Replacing Jadson, who returned to Brazil, as the attacking midfield spearhead, the Armenian schemer had scored 16 times in his first 14 games of the season, smashing his tally from last year and finished the campaign with 25, a Ukrainian record. That reflects the fact that unlike some playmakers, who prefer to play the final pass but lack a killer instinct in front of goal, Mkhitaryan is deadly when given a chance to score. And where most playmakers prefer naturally to pick the ball up in deep positions, Mkhitaryan has a desire to get beyond the last defender as well.

He may possess an eye for goal, but superb vision and fluent passing characterise all he is about. Two-footed, calm and capable of unlocking a tight defence, he is an ideal modern playmaker, with a selfless instinct and fierce determination. It also means that he will give Dortmund coach Jurgen Klopp an option to use him as a ‘false nine’ should he choose, as Mkhitaryan has the attributes required to play that role. The idea of him linking up with another skilful and creative midfielder in Marco Reus, and supplying the ammunition for Pierre-Emerick Aubameyang or Robert Lewandowski, would give Dortmund a potent threat going forward next season. Able to speak five languages already, including Portuguese, French and English, his confidence and intelligence mean he should be able to adapt well.

Mkhitaryan is also blessed with humility and team ethic, perhaps surprisingly so for such a talented playmaker. Typifying that mentality, he once squared the ball when perfectly placed in front of goal in the final game of a season so that a team-mate could finish as the league’s top scorer.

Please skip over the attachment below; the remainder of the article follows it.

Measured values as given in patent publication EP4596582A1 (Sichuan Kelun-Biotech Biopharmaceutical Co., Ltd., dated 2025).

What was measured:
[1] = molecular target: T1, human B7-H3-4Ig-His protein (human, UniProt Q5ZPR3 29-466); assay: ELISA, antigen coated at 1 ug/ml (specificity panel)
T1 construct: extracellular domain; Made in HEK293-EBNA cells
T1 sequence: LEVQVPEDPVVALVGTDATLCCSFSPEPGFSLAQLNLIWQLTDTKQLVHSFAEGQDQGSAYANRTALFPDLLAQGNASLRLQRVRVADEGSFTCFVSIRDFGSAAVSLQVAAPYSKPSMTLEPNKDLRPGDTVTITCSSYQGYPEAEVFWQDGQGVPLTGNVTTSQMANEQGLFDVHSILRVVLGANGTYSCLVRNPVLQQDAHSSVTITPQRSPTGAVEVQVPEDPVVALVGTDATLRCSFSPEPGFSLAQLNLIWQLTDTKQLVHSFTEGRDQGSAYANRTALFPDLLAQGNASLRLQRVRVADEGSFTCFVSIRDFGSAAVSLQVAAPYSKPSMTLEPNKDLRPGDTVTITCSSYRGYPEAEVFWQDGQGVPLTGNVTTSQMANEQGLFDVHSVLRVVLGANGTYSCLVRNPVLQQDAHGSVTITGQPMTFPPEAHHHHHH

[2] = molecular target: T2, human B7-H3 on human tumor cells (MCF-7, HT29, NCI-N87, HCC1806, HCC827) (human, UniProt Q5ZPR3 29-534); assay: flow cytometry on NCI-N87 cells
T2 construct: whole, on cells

Already the greatest player in Armenian football history, Mkhitaryan has the world at his feet. He grew up an Arsenal fan and dreamt of being coached by Arsene Wenger, but in Klopp he should find a manager who is sympathetic to the way he likes to play the game. Mkhitaryan says the reason he likes Arsenal is because of their speed, willingness to attack and giving young players a chance. With Klopp firmly developing those principles in his Dortmund reign, Mkhitaryan may find it an ideal place to burgeon in the years ahead.

The young Armenian was persistently chased by Liverpool this summer and indeed looked set to land at Anfield. Mkhitaryan was seen as the man to set the tempo for Brendan Rodgers’ team from an advanced midfield position and in so doing assume the role which has been the preserve of Steven Gerrard for the best part of the last decade. Now though he is in the Bundesliga and must turn his talent to helping Dortmund claw back the large gap Bayern Munich opened up over their fierce rivals last season; Mkhitaryan has the talent to make a real difference to Klopp’s men. And by the end of 2013/14, Liverpool may rue the day they let the Armenian slip through their fingers.